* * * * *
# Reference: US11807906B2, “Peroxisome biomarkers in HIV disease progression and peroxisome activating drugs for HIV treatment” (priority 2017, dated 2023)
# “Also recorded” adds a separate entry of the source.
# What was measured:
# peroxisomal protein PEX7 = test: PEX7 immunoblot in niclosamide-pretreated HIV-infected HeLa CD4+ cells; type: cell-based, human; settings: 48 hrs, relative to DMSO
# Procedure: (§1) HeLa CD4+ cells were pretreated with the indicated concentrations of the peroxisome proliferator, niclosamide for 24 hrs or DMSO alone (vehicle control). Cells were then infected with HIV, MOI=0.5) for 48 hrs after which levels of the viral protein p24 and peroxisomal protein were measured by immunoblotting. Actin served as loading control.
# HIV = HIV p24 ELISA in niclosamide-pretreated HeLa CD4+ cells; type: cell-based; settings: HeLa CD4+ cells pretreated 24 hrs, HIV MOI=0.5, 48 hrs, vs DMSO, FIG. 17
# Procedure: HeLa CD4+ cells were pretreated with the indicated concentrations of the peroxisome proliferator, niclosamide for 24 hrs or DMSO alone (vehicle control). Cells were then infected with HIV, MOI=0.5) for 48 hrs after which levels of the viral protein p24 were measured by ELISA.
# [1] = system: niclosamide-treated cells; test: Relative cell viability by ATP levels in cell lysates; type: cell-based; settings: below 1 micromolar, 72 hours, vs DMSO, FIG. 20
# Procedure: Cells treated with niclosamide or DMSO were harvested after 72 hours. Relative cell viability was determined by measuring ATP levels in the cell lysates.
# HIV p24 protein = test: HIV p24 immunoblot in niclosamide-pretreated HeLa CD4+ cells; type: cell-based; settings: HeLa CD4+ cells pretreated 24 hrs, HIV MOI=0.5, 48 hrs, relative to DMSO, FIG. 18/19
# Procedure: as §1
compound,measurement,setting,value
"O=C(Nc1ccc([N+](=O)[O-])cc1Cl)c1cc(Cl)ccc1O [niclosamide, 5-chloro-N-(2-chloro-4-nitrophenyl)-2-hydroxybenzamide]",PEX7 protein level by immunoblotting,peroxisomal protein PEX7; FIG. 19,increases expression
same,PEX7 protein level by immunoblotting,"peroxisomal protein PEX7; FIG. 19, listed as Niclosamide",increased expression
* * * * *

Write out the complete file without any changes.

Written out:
# Reference: US11807906B2, “Peroxisome biomarkers in HIV disease progression and peroxisome activating drugs for HIV treatment” (priority 2017, dated 2023)
# “Also recorded” adds a separate entry of the source.
# What was measured:
# peroxisomal protein PEX7 = test: PEX7 immunoblot in niclosamide-pretreated HIV-infected HeLa CD4+ cells; type: cell-based, human; settings: 48 hrs, relative to DMSO
# Procedure: (§1) HeLa CD4+ cells were pretreated with the indicated concentrations of the peroxisome proliferator, niclosamide for 24 hrs or DMSO alone (vehicle control). Cells were then infected with HIV, MOI=0.5) for 48 hrs after which levels of the viral protein p24 and peroxisomal protein were measured by immunoblotting. Actin served as loading control.
# HIV = HIV p24 ELISA in niclosamide-pretreated HeLa CD4+ cells; type: cell-based; settings: HeLa CD4+ cells pretreated 24 hrs, HIV MOI=0.5, 48 hrs, vs DMSO, FIG. 17
# Procedure: HeLa CD4+ cells were pretreated with the indicated concentrations of the peroxisome proliferator, niclosamide for 24 hrs or DMSO alone (vehicle control). Cells were then infected with HIV, MOI=0.5) for 48 hrs after which levels of the viral protein p24 were measured by ELISA.
# [1] = system: niclosamide-treated cells; test: Relative cell viability by ATP levels in cell lysates; type: cell-based; settings: below 1 micromolar, 72 hours, vs DMSO, FIG. 20
# Procedure: Cells treated with niclosamide or DMSO were harvested after 72 hours. Relative cell viability was determined by measuring ATP levels in the cell lysates.
# HIV p24 protein = test: HIV p24 immunoblot in niclosamide-pretreated HeLa CD4+ cells; type: cell-based; settings: HeLa CD4+ cells pretreated 24 hrs, HIV MOI=0.5, 48 hrs, relative to DMSO, FIG. 18/19
# Procedure: as §1
compound,measurement,setting,value
"O=C(Nc1ccc([N+](=O)[O-])cc1Cl)c1cc(Cl)ccc1O [niclosamide, 5-chloro-N-(2-chloro-4-nitrophenyl)-2-hydroxybenzamide]",PEX7 protein level by immunoblotting,peroxisomal protein PEX7; FIG. 19,increases expression
same,PEX7 protein level by immunoblotting,"peroxisomal protein PEX7; FIG. 19, listed as Niclosamide",increased expression